“Christ is risen!” Maxim shouted to him. “Wo-o-o!”

“Truly He is risen,” answered the Cossack, without raising his head.

“Where are you going?”

“Home on leave.”

“Why are you sitting here, then?”

“Why . . . I have fallen ill . . . I haven’t the strength to go on.”

“What is wrong?”

“I ache all over.”

“H’m. What a misfortune! People are keeping holiday, and you fall sick! But you should ride on to a village or an inn, what’s the use of sitting here!”

The Cossack raised his head, and with big, exhausted eyes, scanned Maxim, his wife, and the horse.

“Have you come from church?” he asked.


“The holiday found me on the high road. It was not God’s will for me to reach home. I’d get on my horse at once and ride off, but I haven’t the strength. . . . You might, good Christians, give a wayfarer some Easter cake to break his fast!”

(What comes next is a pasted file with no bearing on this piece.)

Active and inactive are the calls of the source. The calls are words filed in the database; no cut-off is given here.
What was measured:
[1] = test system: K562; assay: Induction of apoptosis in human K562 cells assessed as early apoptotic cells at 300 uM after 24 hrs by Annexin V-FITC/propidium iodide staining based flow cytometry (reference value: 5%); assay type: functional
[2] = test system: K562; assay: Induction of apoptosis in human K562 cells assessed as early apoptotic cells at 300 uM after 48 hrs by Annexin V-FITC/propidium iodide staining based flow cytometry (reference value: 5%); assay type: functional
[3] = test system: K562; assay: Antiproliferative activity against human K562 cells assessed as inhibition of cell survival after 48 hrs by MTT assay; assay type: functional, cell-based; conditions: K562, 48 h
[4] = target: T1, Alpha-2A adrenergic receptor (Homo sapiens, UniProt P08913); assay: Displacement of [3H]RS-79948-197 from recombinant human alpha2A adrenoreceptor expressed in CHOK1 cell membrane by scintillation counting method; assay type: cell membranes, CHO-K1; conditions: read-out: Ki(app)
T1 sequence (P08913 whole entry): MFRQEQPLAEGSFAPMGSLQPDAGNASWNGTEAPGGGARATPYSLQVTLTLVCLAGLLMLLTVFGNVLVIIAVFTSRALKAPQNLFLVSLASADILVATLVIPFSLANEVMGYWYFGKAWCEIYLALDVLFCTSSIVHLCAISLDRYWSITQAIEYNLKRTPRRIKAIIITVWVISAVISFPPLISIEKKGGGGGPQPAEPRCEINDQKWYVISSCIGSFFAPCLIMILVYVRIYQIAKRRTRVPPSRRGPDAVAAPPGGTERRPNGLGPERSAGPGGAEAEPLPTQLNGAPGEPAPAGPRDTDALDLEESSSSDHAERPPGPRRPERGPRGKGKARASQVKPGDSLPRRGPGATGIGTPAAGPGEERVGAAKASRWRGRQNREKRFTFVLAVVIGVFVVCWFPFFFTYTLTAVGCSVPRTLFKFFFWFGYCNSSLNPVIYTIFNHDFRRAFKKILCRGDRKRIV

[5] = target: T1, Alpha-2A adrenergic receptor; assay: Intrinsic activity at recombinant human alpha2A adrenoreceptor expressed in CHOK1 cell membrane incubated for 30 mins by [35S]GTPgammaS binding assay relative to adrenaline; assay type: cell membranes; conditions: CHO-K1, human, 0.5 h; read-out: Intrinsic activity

“Easter cake?” Tortchakov repeated, “That we can, to be sure. . . . Stay, I’ll. . . .”

Maxim fumbled quickly in his pockets, glanced at his wife, and said:

“I haven’t a knife, nothing to cut it with. And I don’t like to break it, it would spoil the whole cake. There’s a problem! You look and see if you haven’t a knife?”

The Cossack got up groaning, and went to his saddle to get a knife.

“What an idea,” said Tortchakov’s wife angrily. “I won’t let you slice up the Easter cake! What should I look like, taking it home already cut! Ride on to the peasants in the village, and break your fast there!”

The wife took the napkin with the Easter cake in it out of her husband’s hands and said:

“I won’t allow it! One must do things properly; it’s not a loaf, but a holy Easter cake. And it’s a sin to cut it just anyhow.”

“Well, Cossack, don’t be angry,” laughed Tortchakov. “The wife forbids it! Good-bye. Good luck on your journey!”

Maxim shook the reins, clicked to his horse, and the chaise rolled on squeaking. For some time his wife went on grumbling, and declaring that to cut the Easter cake before reaching home was a sin and not the proper thing. In the east the first rays of the rising sun shone out, cutting their way through the feathery clouds, and the song of the lark was heard in the sky. Now not one but three kites were hovering over the steppe at a respectful distance from one another. Grasshoppers began churring in the young grass.